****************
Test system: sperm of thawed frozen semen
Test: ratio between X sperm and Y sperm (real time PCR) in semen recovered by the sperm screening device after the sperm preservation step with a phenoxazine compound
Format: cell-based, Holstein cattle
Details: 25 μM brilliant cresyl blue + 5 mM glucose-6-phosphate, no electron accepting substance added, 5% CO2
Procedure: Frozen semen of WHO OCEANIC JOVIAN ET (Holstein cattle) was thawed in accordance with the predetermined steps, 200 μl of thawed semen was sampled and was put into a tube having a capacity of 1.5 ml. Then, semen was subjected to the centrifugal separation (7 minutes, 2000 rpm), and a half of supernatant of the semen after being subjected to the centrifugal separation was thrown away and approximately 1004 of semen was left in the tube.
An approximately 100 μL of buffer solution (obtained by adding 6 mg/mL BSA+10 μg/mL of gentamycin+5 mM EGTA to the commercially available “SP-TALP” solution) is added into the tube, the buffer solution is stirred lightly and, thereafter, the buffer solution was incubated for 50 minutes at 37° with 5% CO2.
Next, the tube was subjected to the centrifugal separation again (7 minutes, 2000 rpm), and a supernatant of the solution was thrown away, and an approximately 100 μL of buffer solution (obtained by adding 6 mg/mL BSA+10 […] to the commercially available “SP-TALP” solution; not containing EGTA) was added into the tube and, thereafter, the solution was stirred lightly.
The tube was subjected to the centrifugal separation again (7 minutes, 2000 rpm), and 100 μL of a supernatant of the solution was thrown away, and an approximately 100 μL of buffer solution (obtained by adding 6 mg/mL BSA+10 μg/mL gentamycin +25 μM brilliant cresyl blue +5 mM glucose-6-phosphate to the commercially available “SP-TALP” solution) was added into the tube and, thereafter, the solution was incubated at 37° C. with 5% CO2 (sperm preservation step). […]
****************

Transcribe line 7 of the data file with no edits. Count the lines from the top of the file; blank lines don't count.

Next, the tube was subjected to the centrifugal separation again (7 minutes, 2000 rpm), and a supernatant of the solution was thrown away, and an approximately 100 μL of buffer solution (obtained by adding 6 mg/mL BSA+10 […] to the commercially available “SP-TALP” solution; not containing EGTA) was added into the tube and, thereafter, the solution was stirred lightly.